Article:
Outside the US, the vaccine is manufactured at BioNTech facilities in Europe and transported internationally. A new facility in the German town of Marburg is being prepared to manufacture the vaccine in greater numbers, but Sahin explained the long and complex work required in setting up facilities overseas.
“It will take us about eight months until we will get out the first vaccines from Marburg. So, this is really the minimal time that would be required. It does not help in the early phase of the pandemic to set up new factories somewhere else. Every factory that we are now starting to consider will help us only in mid-2022,” he said.
@Heisenberg, @Potemkin, @Pants-of-dog, @B0ycey, why is it that today's leftists keep on parroting this nonsense about depriving the innovators of their IP even when it can only have negative consequences? The reason is obviously that today's leftists are totally alienated from the reality of manufacturing and labour. Only somebody totally ignorant about vaccines development and manufacturing would propose such nonsense.
The innovative biotechnology startups that invented the vaccines are already in partnerships with other pharma companies, Moderna entered into a partnership with Merck, Lonza, etc., BioNTech entered into a partnership with Pfizer, Sanofi, Baxter and many others, CureVac entered into a partnership with Bayer, Wacker, GSK, Novartis, etc., all to ramp up production.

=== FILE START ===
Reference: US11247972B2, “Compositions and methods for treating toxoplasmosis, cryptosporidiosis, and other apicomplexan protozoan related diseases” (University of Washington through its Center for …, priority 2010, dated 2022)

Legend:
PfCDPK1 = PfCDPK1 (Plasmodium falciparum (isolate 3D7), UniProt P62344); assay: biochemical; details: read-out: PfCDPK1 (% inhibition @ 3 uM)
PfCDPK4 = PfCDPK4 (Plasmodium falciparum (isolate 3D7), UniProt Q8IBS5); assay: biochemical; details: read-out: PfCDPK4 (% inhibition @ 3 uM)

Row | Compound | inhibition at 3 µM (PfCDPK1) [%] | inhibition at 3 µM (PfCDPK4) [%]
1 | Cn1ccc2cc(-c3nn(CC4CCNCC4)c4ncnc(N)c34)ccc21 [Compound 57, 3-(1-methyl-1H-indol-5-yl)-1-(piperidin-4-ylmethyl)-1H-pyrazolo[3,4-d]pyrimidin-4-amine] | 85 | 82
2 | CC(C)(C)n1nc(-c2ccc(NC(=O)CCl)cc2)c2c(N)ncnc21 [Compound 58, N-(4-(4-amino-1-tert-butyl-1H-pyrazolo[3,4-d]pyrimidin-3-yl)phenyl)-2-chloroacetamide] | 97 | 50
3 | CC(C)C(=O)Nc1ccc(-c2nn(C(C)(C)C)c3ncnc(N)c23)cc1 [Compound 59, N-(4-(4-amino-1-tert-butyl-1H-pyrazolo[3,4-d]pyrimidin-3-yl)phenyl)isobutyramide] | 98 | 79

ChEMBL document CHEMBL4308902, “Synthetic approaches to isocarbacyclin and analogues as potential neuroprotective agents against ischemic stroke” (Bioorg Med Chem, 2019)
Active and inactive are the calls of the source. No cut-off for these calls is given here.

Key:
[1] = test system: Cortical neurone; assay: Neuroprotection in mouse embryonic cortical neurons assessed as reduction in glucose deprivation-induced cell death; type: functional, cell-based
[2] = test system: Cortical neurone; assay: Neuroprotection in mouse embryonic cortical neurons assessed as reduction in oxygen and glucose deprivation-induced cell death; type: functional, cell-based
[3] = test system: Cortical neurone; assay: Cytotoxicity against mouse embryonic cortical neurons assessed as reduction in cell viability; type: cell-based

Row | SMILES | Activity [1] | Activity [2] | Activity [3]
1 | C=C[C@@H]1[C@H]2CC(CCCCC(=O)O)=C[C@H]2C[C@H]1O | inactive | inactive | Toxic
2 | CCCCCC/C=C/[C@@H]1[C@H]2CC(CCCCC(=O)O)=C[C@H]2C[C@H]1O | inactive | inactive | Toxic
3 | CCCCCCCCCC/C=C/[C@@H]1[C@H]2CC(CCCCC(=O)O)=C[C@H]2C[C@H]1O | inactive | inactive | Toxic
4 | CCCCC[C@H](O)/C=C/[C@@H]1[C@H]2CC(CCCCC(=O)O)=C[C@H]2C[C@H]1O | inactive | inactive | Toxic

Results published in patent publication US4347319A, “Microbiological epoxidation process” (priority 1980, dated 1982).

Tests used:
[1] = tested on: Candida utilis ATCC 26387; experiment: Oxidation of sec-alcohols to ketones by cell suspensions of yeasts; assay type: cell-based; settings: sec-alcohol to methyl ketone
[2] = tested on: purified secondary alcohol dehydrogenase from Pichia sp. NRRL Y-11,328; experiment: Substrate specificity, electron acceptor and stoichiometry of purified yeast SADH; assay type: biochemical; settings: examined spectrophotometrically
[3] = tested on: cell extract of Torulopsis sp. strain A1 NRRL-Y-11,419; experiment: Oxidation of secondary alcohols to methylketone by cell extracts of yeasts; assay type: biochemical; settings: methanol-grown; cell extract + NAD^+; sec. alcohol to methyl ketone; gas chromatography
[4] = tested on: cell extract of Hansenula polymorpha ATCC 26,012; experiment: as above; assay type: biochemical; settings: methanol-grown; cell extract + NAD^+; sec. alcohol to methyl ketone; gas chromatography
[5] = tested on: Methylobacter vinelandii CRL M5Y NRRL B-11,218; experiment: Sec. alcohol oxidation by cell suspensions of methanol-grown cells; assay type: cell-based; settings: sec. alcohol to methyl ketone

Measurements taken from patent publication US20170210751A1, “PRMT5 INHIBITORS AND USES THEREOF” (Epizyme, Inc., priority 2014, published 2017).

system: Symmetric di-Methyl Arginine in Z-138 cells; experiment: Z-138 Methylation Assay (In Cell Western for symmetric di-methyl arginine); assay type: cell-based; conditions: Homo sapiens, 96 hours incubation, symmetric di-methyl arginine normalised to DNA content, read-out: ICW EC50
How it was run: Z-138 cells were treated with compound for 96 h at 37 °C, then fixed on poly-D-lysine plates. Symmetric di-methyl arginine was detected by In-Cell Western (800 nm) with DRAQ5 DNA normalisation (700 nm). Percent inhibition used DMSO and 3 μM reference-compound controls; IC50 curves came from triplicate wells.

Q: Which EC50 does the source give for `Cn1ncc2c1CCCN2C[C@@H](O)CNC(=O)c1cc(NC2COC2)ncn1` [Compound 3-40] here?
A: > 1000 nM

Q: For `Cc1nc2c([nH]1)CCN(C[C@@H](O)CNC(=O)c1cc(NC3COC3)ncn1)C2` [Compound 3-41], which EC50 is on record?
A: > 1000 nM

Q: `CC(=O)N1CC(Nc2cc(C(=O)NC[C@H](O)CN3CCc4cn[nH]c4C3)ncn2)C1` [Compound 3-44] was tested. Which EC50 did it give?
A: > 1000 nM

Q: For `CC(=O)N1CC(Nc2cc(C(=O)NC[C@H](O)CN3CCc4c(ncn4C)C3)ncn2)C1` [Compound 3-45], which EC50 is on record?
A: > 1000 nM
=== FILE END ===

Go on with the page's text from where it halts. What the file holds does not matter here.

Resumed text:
The politicians have completely failed to protect us from the pandemic by public health measures. Now, our last hope are the scientists to save us by vaccines. What's wrong with leftists who want to punish the inventors of the vaccines by taking away their IP even though it can only have negative consequences?
I find it very disturbing to live in a world where people spout such destructive nonsense. IP will of course not be confiscated because in the real world that would have devastating consequences.
As a live-long leftist, I find it kind of sad that this sort of BS talk will relegate the left to the lunatic fringe. I guess we just have to get used to a changing world in which the left will end up in the dustbins of history because of its own ideological idiosyncrasy.